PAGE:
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United start as underdogs against all-conquering Bayern


Text by FRANCE 24

Latest update : 2014-04-01

For perhaps the first time in Champions League history, Manchester United start a home match as the underdogs as they take on Bayern Munich at Old Trafford in the first leg of their quarter-final on Tuesday night.

Bayern are the reigning European champions. They have been in overwhelming form this season under their new coach Pep Guardiola and have already clinched the German league title in record time. They could become the first team to complete a German league season unbeaten since the start of the Bundesliga era in 1963.
Manchester United, meanwhile, are enduring a miserable season under their new coach, David Moyes. They lie seventh in the English Premier League and are certain to finish with their lowest points total since the start of the Premier League era in 1992.
Including last year’s final against Borussia Dortmund in London, Bayern have won eight straight Champions League games away from home. That run includes four victories in England: the final at Wembley,  two at Arsenal and one at United’s neighbour City.  United, on the other hand, have lost at home in the competition this season to both Real Madrid and, more surprisingly, FC Cluj of Romania.
Bayern will be without central defenders Dante, who is suspended, and midfielder Thiago Alcantara, who is injured. United’s problems are far worse.
United  will be without Robin van Persie, who scored all three goals as United fought back from a two-goal deficit to eliminate Olympiakos in the last round but who suffered an injury in that match. They cannot use their expensive signing Juan Mata because he played for Chelsea in the competition in the autumn. One full back, Patrice Evra, is suspended, and two more, Rafael and Alex Buttner, are struggling to be fit. Central defenders Rio Ferdinand, Chris Smalling and Jonny Evans have all been injured but all three trained on Tuesday morning.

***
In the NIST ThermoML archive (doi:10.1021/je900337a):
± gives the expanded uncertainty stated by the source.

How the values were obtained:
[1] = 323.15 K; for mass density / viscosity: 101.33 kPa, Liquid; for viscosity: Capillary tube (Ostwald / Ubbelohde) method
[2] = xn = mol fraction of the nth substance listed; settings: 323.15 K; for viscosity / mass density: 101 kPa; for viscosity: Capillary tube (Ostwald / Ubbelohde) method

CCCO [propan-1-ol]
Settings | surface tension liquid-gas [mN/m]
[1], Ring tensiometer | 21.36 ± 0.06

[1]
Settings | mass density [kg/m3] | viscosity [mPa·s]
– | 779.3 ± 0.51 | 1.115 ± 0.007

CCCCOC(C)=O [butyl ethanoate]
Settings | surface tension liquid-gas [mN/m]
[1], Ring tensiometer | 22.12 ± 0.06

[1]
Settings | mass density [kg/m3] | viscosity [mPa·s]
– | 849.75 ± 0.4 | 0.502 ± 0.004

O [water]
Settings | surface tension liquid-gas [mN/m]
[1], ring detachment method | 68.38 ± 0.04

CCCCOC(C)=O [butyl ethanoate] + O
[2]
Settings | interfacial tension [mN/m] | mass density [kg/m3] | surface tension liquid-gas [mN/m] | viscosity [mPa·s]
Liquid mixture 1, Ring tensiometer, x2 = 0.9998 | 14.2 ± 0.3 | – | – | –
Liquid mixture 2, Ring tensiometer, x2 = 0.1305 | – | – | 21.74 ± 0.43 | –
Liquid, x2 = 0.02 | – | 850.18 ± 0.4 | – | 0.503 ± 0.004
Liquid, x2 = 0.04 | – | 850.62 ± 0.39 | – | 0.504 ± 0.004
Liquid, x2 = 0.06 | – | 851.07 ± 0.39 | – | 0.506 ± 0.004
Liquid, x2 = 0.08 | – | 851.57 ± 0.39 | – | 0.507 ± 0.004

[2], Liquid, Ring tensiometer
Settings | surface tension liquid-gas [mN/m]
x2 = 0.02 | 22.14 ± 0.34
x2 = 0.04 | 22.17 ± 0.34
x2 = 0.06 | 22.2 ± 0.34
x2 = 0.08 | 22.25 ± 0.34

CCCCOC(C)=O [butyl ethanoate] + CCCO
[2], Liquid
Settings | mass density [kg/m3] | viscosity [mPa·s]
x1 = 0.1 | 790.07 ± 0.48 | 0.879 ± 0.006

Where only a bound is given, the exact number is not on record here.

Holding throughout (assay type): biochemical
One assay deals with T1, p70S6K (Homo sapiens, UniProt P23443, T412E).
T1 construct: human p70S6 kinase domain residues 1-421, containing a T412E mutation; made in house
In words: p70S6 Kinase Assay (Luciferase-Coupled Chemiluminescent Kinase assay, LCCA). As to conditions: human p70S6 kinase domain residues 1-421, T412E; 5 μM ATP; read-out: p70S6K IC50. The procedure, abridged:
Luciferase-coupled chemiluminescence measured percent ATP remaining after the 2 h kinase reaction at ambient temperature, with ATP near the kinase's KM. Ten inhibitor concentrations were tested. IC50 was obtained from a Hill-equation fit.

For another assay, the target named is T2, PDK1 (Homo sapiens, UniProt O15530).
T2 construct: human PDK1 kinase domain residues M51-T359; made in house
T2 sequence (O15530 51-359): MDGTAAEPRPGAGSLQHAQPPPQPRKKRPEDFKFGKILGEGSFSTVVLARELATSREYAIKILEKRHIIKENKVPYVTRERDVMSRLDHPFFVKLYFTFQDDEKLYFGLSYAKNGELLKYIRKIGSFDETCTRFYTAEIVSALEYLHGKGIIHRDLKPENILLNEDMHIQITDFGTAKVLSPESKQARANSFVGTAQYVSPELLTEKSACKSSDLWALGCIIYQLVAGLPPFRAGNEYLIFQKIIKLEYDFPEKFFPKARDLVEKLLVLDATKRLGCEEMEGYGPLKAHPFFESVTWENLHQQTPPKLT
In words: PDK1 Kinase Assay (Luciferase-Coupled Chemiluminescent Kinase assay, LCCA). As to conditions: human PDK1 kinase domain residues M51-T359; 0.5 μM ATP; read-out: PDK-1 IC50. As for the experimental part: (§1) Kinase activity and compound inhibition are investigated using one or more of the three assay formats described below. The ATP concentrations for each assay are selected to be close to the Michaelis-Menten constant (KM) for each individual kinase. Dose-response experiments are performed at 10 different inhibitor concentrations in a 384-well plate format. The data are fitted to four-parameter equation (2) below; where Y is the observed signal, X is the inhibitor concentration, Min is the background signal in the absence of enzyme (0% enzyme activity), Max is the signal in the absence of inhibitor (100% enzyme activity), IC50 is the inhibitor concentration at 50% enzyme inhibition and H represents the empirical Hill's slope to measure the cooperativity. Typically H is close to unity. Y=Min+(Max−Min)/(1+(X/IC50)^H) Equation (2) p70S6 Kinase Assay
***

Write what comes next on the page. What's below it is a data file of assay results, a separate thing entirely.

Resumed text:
"We have defensive issues, undoubtedly," Moyes said.
United famously scored twice in added time to beat Bayern, 2-1, in the final of the 1999 Champions League after Bayern had dominated the first 90 minutes. Bayern has dominated their six matches since then, losing only one, 3-2 at Old Trafford in the quarterfinals in 2010. While United won that night, the result meant Bayern advanced on aggregate.
United’s recent record against Bayern is poor. So is their record against Guardiola. He coached Barcelona to comfortable victories over United in the 2009 and 2011 finals, although United did edge Barça in the 2008 semifinals.
Fighting complacency
Guardiola was fighting complacency as he faced the media in Manchester on Monday.
"We play against Manchester United, one of the most important clubs in the world, regardless of the current situation," he said. "Maybe they played no good during the season. I don't know why.
"United have good players. These two games could be the best two performances of their season. They can beat us."
Moyes echoed Guardiola as he insisted United could win.
"We are going into the game knowing that on our day we are as good a side as any," the United manager told the press. "We have to show it more often than we have done, but I have great belief in the players.
"I can tell by their training and their attitude that they are saying 'This is a big game', and they all want to play in the big games. Over the years that is what they have all wanted to do."
That attitude might give United one edge: desperation.
With their dismal league position,  United are in danger of missing Europe’s most prestigious club competition for the first time since 1995. If their players want to appear in Champions League next season, their best hope is to qualify as winners. That means finding a way to beat mighty Bayern.
(France 24 with AP, AFP, Reuters)

Date created : 2014-04-01


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